A blood test which doesn’t require drawing any blood is being submitted for approval to the U.S. Food and Drug Administration (FDA).

Scientists at the Mayo Clinic, a non-profit medical practice and research group in Rochester, Minnesota, have developed an algorithm which can determine serum potassium levels in the blood by monitoring small changes in electrocardiogram (ECG) waves.

Fluctuations in potassium levels can lead to life-threatening irregular heartbeats or sudden death and can be caused by the medication used to treat patients with high risk: those with heart and kidney disease.

Paul A. Friedman, MD, and John J. Dillon, MD, Mayo Clinic faculty members wrote in the Harvard Business Review, “Our goal was to create a test that people could do at home, without drawing blood.

“Detecting abnormal blood potassium levels earlier would allow medicines to be more effectively titrated, problems to be addressed before they occurred, hospitalizations to be prevented, and costs to be reduced.”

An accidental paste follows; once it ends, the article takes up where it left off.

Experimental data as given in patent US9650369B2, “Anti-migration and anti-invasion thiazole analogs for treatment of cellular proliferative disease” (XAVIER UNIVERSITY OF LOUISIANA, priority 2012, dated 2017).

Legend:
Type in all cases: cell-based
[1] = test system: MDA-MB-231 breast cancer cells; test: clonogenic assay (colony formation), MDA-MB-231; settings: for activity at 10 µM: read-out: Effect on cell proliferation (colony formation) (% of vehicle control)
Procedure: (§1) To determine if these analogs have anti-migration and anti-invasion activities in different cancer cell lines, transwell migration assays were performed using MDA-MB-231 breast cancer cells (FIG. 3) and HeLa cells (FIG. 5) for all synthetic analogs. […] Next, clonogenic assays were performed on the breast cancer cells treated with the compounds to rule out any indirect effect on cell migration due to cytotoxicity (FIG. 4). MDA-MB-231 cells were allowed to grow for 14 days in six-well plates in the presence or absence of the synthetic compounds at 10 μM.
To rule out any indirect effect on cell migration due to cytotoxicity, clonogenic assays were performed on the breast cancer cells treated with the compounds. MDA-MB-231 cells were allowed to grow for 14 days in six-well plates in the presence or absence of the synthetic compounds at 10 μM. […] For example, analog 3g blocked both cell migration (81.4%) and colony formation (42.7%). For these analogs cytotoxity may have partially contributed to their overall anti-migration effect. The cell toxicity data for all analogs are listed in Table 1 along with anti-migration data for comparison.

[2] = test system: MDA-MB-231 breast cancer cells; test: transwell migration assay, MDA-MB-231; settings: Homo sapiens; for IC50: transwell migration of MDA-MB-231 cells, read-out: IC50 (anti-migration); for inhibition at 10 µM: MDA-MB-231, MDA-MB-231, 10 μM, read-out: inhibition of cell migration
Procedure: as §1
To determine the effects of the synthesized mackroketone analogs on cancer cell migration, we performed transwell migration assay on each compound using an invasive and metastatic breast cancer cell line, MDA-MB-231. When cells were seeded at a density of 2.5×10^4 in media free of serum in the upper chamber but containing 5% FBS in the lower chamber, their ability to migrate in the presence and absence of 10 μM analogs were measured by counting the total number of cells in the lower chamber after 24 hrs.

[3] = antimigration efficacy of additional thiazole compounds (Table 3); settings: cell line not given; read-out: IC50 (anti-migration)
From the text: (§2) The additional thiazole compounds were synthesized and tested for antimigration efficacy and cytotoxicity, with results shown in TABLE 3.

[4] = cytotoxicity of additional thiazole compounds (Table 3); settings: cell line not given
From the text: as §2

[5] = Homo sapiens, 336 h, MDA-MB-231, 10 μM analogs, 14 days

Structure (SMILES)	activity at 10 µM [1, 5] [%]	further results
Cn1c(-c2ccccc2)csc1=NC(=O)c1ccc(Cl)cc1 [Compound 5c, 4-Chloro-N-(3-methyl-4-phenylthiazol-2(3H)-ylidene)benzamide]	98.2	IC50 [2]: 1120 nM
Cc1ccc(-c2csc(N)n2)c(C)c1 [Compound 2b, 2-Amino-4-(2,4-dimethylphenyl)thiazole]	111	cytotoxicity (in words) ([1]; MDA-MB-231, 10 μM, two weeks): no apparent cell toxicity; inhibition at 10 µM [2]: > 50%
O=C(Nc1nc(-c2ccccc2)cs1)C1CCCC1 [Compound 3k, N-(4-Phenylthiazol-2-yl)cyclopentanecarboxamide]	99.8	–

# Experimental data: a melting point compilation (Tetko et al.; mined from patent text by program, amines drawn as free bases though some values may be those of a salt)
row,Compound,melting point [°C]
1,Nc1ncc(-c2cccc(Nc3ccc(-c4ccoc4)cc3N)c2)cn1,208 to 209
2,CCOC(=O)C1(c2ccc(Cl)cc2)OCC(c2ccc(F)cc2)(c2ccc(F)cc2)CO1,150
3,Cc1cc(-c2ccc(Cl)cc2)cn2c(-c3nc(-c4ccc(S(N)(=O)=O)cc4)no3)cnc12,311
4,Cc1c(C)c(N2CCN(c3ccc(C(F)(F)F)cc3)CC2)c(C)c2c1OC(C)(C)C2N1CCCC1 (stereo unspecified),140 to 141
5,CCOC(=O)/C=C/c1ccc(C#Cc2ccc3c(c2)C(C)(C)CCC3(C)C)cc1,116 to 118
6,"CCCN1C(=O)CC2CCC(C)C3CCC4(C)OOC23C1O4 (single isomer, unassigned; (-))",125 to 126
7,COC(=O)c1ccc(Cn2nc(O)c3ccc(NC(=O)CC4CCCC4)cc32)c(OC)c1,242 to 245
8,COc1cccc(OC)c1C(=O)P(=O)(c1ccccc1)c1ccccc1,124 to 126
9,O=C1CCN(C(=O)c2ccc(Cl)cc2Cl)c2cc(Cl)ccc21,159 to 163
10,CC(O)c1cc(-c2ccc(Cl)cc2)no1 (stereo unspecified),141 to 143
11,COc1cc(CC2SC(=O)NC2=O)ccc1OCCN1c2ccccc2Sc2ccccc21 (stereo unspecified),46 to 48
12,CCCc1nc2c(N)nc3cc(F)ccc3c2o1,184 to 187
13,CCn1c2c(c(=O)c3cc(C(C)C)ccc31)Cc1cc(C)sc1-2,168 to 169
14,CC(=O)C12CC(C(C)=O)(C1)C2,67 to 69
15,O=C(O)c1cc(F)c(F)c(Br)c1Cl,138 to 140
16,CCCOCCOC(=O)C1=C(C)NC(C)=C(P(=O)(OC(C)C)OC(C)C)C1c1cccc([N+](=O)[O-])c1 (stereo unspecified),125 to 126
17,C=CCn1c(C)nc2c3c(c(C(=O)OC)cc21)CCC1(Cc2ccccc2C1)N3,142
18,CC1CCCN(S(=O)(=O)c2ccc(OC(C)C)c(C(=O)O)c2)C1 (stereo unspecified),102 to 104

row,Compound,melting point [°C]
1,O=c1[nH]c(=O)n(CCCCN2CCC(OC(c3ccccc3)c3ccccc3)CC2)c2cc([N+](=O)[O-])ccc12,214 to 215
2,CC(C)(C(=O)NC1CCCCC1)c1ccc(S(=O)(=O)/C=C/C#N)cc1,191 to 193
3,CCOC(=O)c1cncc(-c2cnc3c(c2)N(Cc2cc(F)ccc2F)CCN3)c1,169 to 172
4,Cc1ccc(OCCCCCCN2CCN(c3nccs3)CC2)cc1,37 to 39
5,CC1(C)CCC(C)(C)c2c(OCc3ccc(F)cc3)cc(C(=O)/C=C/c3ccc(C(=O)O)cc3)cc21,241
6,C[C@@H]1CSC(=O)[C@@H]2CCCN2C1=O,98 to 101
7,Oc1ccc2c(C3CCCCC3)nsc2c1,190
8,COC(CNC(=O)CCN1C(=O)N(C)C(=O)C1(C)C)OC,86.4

They hypothesized that ECG signals could serve as a full range of blood potassium levels and developed their algorithm based on data containing concurrent ECG and potassium measurements from more than 2 million Mayo Clinic patients.

In order to assess and validate how the algorithm worked, Mayo Clinic researchers carried out a supervised learning process where human experts assessed changes in ECG features related to potassium during dialysis.

Mayo Clinic validated their approach in a series of clinical studies and found the potassium scores their algorithm generated closely correlated with serial blood tests taken from the same patients.

They then partnered with AliveKor, an AI driven meditech company specialising in smart phone and apple watch-based ECG readers.

The bloodless blood test technology could now leverage AliveCor’s devices to capture ECG data from patients in their homes and use these data to predict blood potassium levels.

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